Flash loans are a way to borrow large amounts of money from a protocol. To prevent this from happening, we recommend using Time-Weighted Average Price (TWAP). The TWAP represents the average price of a token over a specified time frame. If an attacker manipulates the price in one block, it will not affect the average price. The other suggestion is to use a reliable on-chain price oracle, such as Chainlink.
These kinds of issues are harder to detect and you should proceed cautiously when using a project that communicates with any third-party protocol. We do not recommend blindly copying and deploying code that a developer doesn’t understand. We advise developers to fully understand third-party protocols and how a forked project works before integrating them and deploying them into production. We also recommend developers deploy their projects on a testnet first and do test runs to check for abnormalities in transaction records.
As end users, it is sometimes difficult to find out detailed information on projects before interacting with them using your personal assets. To democratize access to security, we at CertiK built the world’s first Security Leaderboard for blockchain and smart contract projects where you can find extensive and real-time security-centric insights that can help fulfill your due diligence requirements.
Overall, DeFi protocols are software applications that run on the internet, generally with very little human oversight, and often with millions or billions of dollars flowing through them. Like all software, DeFi protocols have two main software risks – coding errors, "bugs," that may cause the software to malfunction, and security vulnerabilities that allow thieves, "hackers," to break in and steal funds from the protocol.
With the amount of funds lost in 2021 and the number of scams being conducted daily, it is clear that DeFi still has to mature a lot in order to gain widespread adoption. There is no guaranteed method to avoid software risk in a DeFi investment, but there are ways to reduce it. Companies such as CertiK are working to combat these scams and hacks and help secure the crypto world. CertiK is the leading blockchain security company and has secured billions of dollars through our security services. These services include smart contract audits, Skynet, KYC Services, SkyTrace, PenTesting, and more.
Smart contract audits are one of the best ways to combat the security risks inherent in Defi. Smart contract audits can help identify errors & risks, remediate vulnerabilities, and verify contracts. A smart contract audit evaluates smart contracts for vulnerabilities and certifies their behavior with respect to a custom function specification. The recommendations made by the auditors are conveyed in advance to the project team and their actions in response are noted in the final report.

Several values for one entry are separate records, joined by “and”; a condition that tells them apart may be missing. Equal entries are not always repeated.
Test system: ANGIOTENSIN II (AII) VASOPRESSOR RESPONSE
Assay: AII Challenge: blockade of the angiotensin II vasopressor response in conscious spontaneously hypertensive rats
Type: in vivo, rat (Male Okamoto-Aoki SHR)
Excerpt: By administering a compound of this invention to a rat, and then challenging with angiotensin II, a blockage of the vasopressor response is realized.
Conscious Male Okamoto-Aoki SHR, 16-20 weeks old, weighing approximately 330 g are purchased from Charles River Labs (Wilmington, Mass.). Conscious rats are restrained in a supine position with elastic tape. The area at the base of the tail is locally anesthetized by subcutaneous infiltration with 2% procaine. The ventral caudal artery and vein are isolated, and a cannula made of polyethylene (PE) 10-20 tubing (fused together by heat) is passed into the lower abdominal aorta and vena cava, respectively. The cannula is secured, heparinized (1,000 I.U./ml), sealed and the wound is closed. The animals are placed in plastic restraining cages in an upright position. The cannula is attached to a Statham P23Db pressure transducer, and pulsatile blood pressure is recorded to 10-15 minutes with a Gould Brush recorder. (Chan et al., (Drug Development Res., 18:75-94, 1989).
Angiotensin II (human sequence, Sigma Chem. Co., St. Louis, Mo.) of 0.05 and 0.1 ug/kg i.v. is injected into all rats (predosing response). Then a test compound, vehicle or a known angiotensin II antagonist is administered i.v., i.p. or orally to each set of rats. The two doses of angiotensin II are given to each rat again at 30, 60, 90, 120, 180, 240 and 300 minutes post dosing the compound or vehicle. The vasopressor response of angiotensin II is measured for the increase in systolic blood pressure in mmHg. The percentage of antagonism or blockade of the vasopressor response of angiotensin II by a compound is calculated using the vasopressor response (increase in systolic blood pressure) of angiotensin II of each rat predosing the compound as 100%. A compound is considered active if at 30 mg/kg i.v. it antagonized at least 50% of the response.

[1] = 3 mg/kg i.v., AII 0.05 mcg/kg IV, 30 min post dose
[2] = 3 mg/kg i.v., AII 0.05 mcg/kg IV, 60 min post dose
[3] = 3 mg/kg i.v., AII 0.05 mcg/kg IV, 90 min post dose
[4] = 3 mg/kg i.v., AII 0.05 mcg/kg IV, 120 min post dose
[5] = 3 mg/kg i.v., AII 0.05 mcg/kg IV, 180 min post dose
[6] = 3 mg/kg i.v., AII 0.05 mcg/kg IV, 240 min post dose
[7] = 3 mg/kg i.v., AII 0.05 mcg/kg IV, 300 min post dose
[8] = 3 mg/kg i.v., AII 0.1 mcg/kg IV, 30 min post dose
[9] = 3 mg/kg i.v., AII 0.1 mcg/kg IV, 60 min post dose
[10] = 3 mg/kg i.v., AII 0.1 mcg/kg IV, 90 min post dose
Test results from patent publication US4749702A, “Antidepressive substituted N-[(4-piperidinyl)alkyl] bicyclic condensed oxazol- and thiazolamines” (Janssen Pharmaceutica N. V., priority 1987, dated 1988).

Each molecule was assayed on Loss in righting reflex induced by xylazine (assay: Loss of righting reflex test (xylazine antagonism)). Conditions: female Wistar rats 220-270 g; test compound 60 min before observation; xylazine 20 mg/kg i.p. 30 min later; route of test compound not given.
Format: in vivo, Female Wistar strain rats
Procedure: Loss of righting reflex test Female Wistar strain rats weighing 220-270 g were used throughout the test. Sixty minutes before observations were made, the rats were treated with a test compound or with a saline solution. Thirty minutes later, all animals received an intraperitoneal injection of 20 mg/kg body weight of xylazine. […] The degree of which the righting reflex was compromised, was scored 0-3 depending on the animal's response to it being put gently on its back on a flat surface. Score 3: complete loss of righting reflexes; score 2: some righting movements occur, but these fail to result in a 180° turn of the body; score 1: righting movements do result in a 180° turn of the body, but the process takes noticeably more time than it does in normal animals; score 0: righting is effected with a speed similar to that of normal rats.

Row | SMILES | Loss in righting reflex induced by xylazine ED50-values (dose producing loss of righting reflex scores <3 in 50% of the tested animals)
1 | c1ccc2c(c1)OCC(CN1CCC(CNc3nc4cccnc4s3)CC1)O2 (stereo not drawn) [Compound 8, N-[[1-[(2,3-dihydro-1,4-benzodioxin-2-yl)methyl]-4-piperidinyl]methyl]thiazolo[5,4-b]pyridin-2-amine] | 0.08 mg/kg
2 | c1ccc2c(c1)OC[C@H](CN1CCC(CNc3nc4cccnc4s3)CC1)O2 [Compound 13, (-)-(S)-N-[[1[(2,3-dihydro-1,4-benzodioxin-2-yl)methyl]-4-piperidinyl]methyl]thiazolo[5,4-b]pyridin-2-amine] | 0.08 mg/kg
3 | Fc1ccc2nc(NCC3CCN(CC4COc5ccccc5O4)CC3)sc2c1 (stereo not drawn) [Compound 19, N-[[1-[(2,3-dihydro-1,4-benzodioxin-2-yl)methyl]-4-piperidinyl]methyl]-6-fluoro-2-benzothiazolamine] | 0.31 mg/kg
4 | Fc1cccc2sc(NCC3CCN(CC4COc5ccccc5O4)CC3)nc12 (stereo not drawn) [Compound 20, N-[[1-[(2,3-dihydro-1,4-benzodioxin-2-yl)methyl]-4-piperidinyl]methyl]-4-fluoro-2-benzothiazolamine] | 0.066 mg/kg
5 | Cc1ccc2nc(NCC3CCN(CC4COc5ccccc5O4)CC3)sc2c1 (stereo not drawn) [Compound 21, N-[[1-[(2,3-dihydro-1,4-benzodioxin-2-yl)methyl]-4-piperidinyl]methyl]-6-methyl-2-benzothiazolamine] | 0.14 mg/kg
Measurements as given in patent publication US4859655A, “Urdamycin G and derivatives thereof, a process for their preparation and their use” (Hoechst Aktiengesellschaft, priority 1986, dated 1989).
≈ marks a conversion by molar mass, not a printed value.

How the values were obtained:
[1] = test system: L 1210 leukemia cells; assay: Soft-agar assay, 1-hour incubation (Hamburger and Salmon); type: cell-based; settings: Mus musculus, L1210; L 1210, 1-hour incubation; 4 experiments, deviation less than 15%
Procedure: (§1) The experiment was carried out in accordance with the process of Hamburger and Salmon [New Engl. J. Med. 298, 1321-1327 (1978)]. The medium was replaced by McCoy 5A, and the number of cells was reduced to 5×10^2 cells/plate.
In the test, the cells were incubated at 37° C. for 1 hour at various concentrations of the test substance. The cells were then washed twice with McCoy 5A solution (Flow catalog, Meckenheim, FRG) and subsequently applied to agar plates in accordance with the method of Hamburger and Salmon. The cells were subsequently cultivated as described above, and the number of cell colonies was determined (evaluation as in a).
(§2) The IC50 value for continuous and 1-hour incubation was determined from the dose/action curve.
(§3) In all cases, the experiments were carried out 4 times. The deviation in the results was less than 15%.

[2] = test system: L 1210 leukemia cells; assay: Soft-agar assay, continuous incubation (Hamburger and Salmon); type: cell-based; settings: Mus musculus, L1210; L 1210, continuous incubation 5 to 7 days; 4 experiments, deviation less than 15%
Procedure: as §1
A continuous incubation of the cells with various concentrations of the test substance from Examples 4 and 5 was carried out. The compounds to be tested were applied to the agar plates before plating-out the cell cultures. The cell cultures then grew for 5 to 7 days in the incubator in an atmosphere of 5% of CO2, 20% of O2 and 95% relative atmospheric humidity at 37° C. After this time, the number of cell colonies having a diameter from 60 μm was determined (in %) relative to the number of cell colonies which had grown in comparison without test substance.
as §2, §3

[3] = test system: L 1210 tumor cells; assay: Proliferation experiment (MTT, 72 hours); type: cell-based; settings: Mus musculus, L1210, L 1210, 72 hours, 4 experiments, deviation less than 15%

A smart contract audit also gives the users and community an extra sense of protection and gives the project more credibility. With the fast pace of DeFi and how fast project launch, as well as the money going through it, smart contract audits are very important and can save the project and community a ton of money. Through CertiK, with every successful audit we’ll provide you with a listing on the CertiK Security Leaderboard that is shared publicly with the entire crypto community. The Leaderboard contains the details of projects alongside their audit reports, as well as the community’s security sentiment of the project.
CertiK’s Skynet powers on-chain security monitoring and data insights for smart contracts. Skynet actively monitors and displays on-chain insights for smart contracts using industry-leading technologies built by CertiK’s team of security researchers. Skynet provides easy to read security scores based on six security primitives including social sentiment, on-chain monitoring, governance, market analysis, safety analysis, and security oracle. CertiK Skynet provides peace of mind when it comes to security. With its security intelligence engine running 24/7, it provides accurate results that anyone can see on the Security Leaderboard. While a smart contract audit is a big step to having a secure project, a smart contract audit paired with Skynet is next level security.
In addition to smart contract audits and Skynet, CertiK now offers a KYC service for projects to provide users and community members with an extra sense of security. CertiK’s KYC is designed to deanonymize project teams and create greater accountability through a rigorous vetting process.